Nevertheless, it may sometimes break to the downside too (i.e. break down through the lower line).

When Breakout Should Occur:
The breakout from a Triangle pattern should occur well before the pattern reaches the apex of the triangle (i.e. should be somewhere between two-thirds and three-quarters of the horizontal width of the triangle).
If breakout does not occur beyond the three-quarter point, it might mean that prices would continue to drift out to the apex and beyond. In other words, the pattern may no longer valid.

False Breakout:
Premature / false breakouts or "shakeouts" often happen to this pattern as well.
The following are a few points to take note in order to try to avoid false breakout:

* A minimum penetration criteria for a breakout should be price closes outside the upper line (when breakout to the upside) or lower line (when breakout to the downside), not just an intraday penetration.
Some investors / traders may apply certain price criteria (e.g. 3% - 5% break from the upper / lower line, depending on the stock’s volatility) or time criteria (e.g. the breakout is sustained for 3 days) to confirm the validity of the breakout.

* Normally, a breakout from a triangle pattern occurs due to an “event” or new development that is able to provide enough conviction to the investors / traders to move strongly to a certain direction.
Therefore, some possible confirmation for a valid breakout could be price gaps or accelerated price movements, which are accompanied by a significant increase in volume.

* When a breakout is not accomplished by high volume, investors / traders should be cautious. Because a good breakout from a triangle formation should happen with a significant increase in volume. However, not all breakouts with high volume are reliable either. A false breakout may also occur with high volume.
Therefore, the price action on the following days should be watched carefully. It is sometimes wise to wait a few days to determine whether the breakout is a valid one. Hence, some investors / traders prefer to take positions when the prices return to the breakout level to test the new support / resistance before resuming their moves to the breakout direction (although this return does not always happen), because this may offer an opportunity to participate in the breakout with a better reward to risk ratio.

* When the breakout occurs very close to the apex, investors / traders should be extra cautious. Because the chances of a false breakout are very high as the volume is thin at this point. Hence, it would only take very little activity to cause an erratic and false movement that takes the price outside of the upper or lower lines.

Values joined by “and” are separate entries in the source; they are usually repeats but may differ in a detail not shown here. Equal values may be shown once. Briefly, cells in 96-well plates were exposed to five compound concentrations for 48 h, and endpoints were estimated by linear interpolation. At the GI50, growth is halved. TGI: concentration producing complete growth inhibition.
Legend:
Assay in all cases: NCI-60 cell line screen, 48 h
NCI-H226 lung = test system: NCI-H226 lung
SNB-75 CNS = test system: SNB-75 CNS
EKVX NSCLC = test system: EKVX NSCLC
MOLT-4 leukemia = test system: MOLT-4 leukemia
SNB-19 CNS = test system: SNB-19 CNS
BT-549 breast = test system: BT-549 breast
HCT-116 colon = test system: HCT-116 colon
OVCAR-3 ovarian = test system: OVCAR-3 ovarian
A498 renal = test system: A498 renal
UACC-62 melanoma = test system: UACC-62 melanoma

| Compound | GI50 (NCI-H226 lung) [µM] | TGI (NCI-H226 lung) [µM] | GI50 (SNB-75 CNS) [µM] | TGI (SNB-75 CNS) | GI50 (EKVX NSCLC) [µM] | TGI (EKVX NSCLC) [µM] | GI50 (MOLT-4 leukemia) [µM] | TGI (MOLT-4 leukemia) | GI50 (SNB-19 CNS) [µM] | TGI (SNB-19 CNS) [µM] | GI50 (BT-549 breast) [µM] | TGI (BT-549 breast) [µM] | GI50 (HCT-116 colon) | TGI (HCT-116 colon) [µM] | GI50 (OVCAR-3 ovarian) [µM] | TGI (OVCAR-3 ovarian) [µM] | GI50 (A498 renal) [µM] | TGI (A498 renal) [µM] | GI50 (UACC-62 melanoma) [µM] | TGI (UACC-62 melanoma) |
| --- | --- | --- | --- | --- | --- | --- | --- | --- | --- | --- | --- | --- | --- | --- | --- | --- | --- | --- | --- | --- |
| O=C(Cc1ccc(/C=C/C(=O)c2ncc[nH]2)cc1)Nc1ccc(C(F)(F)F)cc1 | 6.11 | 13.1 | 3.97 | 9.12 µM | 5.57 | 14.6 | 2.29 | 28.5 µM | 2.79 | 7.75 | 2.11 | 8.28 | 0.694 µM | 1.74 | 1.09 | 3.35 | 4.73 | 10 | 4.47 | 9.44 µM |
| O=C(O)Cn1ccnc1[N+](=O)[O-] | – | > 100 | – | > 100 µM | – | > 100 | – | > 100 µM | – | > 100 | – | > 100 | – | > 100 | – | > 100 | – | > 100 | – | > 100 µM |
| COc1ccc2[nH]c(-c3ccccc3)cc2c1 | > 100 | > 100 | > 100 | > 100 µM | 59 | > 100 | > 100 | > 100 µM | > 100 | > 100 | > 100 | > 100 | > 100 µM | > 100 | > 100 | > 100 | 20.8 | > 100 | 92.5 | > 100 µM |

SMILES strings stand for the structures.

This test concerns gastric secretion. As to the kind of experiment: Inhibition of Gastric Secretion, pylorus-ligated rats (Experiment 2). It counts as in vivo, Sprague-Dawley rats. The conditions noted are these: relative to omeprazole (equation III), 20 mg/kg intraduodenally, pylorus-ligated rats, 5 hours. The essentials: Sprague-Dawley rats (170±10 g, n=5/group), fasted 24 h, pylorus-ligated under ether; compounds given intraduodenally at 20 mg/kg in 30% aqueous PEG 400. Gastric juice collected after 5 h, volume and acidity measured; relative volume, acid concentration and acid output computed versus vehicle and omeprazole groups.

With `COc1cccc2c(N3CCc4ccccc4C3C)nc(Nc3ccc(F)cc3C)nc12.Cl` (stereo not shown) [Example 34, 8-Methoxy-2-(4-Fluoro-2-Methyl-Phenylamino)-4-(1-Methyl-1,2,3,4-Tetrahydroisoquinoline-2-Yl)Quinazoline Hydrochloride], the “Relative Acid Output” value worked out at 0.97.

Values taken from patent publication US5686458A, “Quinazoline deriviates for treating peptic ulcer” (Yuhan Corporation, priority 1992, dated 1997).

To read about other chart patters, go to: Learning Charts Patterns

Related Posts:
* Learning Candlestick Charts
* Options Trading Basic – Part 2
* Understanding Implied Volatility (IV)
* Option Greeks
* FREE Trading Videos from Famous Trading Gurus

Friday, November 16, 2007

Wednesday, November 14, 2007

ASCENDING TRIANGLE PATTERN – Part 1: Formation

Ascending Triangle is a bullish pattern that normally forms in the midst of an uptrend as a continuation / consolidation pattern.
However, sometimes this pattern may also be found at the bottom of a downtrend, signaling a potential reversal of trend.

The Formation of Ascending Triangle



Ascending Triangle has a flat / horizontal upper line and an ascending (upward sloping) lower line, forming a pattern that looks like a flat-top triangle.
In this case, the horizontal upper line acts as resistance, whereas the rising lower line as support.

This pattern occurs because the highs (peaks) are maintaining at about the same price levels, whereas the lows (troughs) are moving progressively higher.
As the range between the peaks and troughs are narrowing, the upper & lower lines converge at the "Apex", which is located at the right of the triangle.

The completion of the pattern occurs when prices break out through the horizontal upper line before finishing the apex of the triangle.

This pattern is usually considered as bullish pattern.
The progressively higher lows that form the ascending lower line indicate increased buying pressures, which give the Ascending Triangle pattern a bullish bias.

The pattern implies that buyers and sellers are in a period where they are still hesitant about where the market is heading. Nevertheless, buyers seem to be more aggressive than sellers, as the lows gradually get higher, while the highs are always holding about the same level. In the end, the buyers find enough conviction to break out to the upside with great force.

Therefore, a triangle pattern may sometimes be associated with a “coil”.
A “coil” needs to recoil (contract) in order to build up enough potential energy for its next expansion.

Continue to Part 2: Important Characteristics of Ascending Triangle pattern.

To read about other chart patterns, go to: Learning Charts Patterns

Related Topics:
* Learning Candlestick Charts